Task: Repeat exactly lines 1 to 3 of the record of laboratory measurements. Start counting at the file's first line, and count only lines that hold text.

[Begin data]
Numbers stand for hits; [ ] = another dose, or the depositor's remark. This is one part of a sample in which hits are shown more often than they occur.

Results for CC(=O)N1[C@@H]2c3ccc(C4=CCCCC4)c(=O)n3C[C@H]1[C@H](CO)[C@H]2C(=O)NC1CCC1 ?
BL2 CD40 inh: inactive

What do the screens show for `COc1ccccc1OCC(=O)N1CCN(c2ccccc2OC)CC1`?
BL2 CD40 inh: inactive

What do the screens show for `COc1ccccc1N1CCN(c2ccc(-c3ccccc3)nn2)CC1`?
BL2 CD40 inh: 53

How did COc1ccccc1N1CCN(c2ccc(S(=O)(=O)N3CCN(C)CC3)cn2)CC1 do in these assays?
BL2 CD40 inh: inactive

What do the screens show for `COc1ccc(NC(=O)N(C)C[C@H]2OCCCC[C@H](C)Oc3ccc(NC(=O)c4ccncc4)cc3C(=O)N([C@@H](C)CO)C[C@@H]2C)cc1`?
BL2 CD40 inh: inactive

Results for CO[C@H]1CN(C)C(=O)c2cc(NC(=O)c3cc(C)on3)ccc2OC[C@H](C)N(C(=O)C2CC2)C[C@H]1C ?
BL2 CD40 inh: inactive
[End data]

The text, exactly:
Numbers stand for hits; [ ] = another dose, or the depositor's remark. This is one part of a sample in which hits are shown more often than they occur.

Results for CC(=O)N1[C@@H]2c3ccc(C4=CCCCC4)c(=O)n3C[C@H]1[C@H](CO)[C@H]2C(=O)NC1CCC1 ?
BL2 CD40 inh: inactive